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Copyright Law Pioneer to Deliver Rosenthal Lecture Series

Lectures include “Why Gardens, Perfumes, Recipes, and Algorithms Are Not Copyrightable”

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October 10, 2012 | by Hilary Hurd Anyaso

CHICAGO --- Pamela Samuelson, a recognized pioneer in digital copyright law, intellectual property, cyberlaw and information policy will be the featured speaker during Northwestern University School of Law’s Julius Rosenthal Foundation Lecture Series October 15-17. 

Samuelson, the Richard M. Sherman Distinguished Professor of Law and Information at the University of California, Berkeley, will present “Copyright’s Limits,” a series of three lectures, at the School of Law, 375 E. Chicago Ave., Room 140, in the Arthur Rubloff Building. 

The lectures include “Why Gardens, Perfumes, Recipes, and Algorithms Are Not Copyrightable” (4 p.m. Monday, Oct. 15); “Why Grants of Exclusive Rights to Authors Should Be Limited” (noon Tuesday, Oct. 16); and “Rethinking Copyright Exceptions and Limitations” (noon Wednesday, Oct. 17).

Samuelson has held a joint appointment at Berkeley Law School and UC Berkeley’s School of Information since 1996. She is a director of the internationally renowned Berkeley Center for Law & Technology. She serves on the board of directors of the Electronic Frontier Foundation and the Electronic Privacy Information Center. She also serves on the advisory boards for the Center for Democracy & Technology, the Center for Public Knowledge, and the Berkeley Center for New Media.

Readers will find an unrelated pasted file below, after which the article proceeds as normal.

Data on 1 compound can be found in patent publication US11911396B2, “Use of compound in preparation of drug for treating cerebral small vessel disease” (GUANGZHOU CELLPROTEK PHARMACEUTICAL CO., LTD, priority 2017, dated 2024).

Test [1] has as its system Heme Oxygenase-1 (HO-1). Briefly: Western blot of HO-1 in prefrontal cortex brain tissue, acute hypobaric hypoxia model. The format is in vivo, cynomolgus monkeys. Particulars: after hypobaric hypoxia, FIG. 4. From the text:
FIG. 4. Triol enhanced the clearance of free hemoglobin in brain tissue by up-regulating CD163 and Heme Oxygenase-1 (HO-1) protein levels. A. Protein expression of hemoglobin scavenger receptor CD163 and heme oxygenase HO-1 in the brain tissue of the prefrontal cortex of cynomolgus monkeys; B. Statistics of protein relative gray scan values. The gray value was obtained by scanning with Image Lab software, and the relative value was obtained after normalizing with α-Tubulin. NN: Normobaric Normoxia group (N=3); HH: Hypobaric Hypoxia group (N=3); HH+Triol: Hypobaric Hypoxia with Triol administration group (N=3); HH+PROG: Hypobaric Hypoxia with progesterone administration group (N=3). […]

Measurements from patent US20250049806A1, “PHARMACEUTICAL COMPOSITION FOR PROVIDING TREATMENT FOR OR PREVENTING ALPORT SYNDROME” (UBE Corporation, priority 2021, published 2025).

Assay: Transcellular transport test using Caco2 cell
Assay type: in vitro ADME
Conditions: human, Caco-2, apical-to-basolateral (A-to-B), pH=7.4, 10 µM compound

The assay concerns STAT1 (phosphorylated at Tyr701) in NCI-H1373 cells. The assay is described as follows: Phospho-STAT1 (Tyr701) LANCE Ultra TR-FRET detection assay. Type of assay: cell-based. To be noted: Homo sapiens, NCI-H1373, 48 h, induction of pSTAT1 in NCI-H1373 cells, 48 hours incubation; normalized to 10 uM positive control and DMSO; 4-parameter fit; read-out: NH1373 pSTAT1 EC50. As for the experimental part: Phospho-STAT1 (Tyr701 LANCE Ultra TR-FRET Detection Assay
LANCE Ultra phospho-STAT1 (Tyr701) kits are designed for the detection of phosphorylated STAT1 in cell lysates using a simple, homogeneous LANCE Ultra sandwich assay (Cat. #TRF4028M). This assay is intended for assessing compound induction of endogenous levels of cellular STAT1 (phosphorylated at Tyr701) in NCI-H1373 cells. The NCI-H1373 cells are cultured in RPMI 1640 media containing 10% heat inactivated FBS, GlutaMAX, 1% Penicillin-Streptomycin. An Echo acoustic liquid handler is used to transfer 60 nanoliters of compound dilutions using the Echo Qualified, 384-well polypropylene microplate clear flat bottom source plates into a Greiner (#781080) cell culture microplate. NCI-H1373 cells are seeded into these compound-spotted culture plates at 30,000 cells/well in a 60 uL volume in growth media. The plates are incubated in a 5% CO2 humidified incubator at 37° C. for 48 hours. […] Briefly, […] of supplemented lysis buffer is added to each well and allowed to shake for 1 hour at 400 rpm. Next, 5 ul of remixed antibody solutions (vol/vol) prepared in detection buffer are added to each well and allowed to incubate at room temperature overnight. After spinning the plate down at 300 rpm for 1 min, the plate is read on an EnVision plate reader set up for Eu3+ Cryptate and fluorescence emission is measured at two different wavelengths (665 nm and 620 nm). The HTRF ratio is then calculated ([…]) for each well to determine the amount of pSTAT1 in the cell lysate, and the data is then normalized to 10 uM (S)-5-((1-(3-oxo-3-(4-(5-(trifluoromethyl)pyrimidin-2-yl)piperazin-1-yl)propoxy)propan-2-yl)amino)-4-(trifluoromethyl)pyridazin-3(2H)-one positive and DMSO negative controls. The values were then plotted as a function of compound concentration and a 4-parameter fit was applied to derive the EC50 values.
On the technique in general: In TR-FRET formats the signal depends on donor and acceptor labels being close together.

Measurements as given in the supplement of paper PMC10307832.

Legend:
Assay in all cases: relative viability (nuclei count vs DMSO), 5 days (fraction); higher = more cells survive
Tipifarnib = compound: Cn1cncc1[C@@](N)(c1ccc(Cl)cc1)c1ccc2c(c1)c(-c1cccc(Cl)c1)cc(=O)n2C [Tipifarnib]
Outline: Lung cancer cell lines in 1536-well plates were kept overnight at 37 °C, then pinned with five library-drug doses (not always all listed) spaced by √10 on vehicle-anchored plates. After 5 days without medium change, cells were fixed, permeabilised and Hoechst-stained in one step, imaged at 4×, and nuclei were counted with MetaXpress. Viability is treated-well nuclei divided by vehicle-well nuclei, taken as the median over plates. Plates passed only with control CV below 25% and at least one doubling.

Samuelson has written and published extensively in the areas of copyright, software protection and cyberlaw. Her recent publications include: “The Google Book Settlement as Copyright Reform,” 2011 Wisc. L. Rev. 478; “Legislative Alternatives to the Google Book Settlement,” 34 Colum. J. L. & Arts (2011); “Google Book Search and the Future of Books in Cyberspace,” 94 Minn. L. Rev. 1308 (2010); “Statutory Damages in U.S. Copyright Law: A Remedy in Need of Reform,” 51 Wm. & Mary L. Rev. 439 (2009) (with Tara Wheatland); and “High Technology Entrepreneurs and the Patent System: Results of the 2008 Berkeley Patent Survey” (with Stuart J.H. Graham, Robert P. Merges, & Ted Sichelman), 24 Berkeley Technology L. J. 1255 (2010).

One of the principal programs supported by the Julius Rosenthal Foundation, the lecture series is free and open to the public. The series has assumed a preeminent position among distinguished lecture programs in the legal world. Publication of the lectures has made a notable contribution to legal literature and scholarship for more than 70 years.

The Rosenthal Lecture Series was established in 1919 in memory of Julius Rosenthal (1827-1905), an eminent and beloved member of the Chicago Bar.